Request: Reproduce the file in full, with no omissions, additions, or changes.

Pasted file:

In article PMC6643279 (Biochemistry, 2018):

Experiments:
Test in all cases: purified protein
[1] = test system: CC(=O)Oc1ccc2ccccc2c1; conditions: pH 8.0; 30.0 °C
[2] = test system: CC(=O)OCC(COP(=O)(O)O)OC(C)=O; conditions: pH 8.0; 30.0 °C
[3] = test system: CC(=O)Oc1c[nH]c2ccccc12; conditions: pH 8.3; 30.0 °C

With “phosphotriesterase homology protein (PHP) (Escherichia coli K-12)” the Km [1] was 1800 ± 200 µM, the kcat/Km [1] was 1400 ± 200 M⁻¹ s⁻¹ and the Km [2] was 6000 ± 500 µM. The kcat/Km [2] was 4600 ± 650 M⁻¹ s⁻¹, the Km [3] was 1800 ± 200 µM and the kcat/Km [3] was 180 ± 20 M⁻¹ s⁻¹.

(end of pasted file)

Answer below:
In article PMC6643279 (Biochemistry, 2018):

Experiments:
Test in all cases: purified protein
[1] = test system: CC(=O)Oc1ccc2ccccc2c1; conditions: pH 8.0; 30.0 °C
[2] = test system: CC(=O)OCC(COP(=O)(O)O)OC(C)=O; conditions: pH 8.0; 30.0 °C
[3] = test system: CC(=O)Oc1c[nH]c2ccccc12; conditions: pH 8.3; 30.0 °C

With “phosphotriesterase homology protein (PHP) (Escherichia coli K-12)” the Km [1] was 1800 ± 200 µM, the kcat/Km [1] was 1400 ± 200 M⁻¹ s⁻¹ and the Km [2] was 6000 ± 500 µM. The kcat/Km [2] was 4600 ± 650 M⁻¹ s⁻¹, the Km [3] was 1800 ± 200 µM and the kcat/Km [3] was 180 ± 20 M⁻¹ s⁻¹.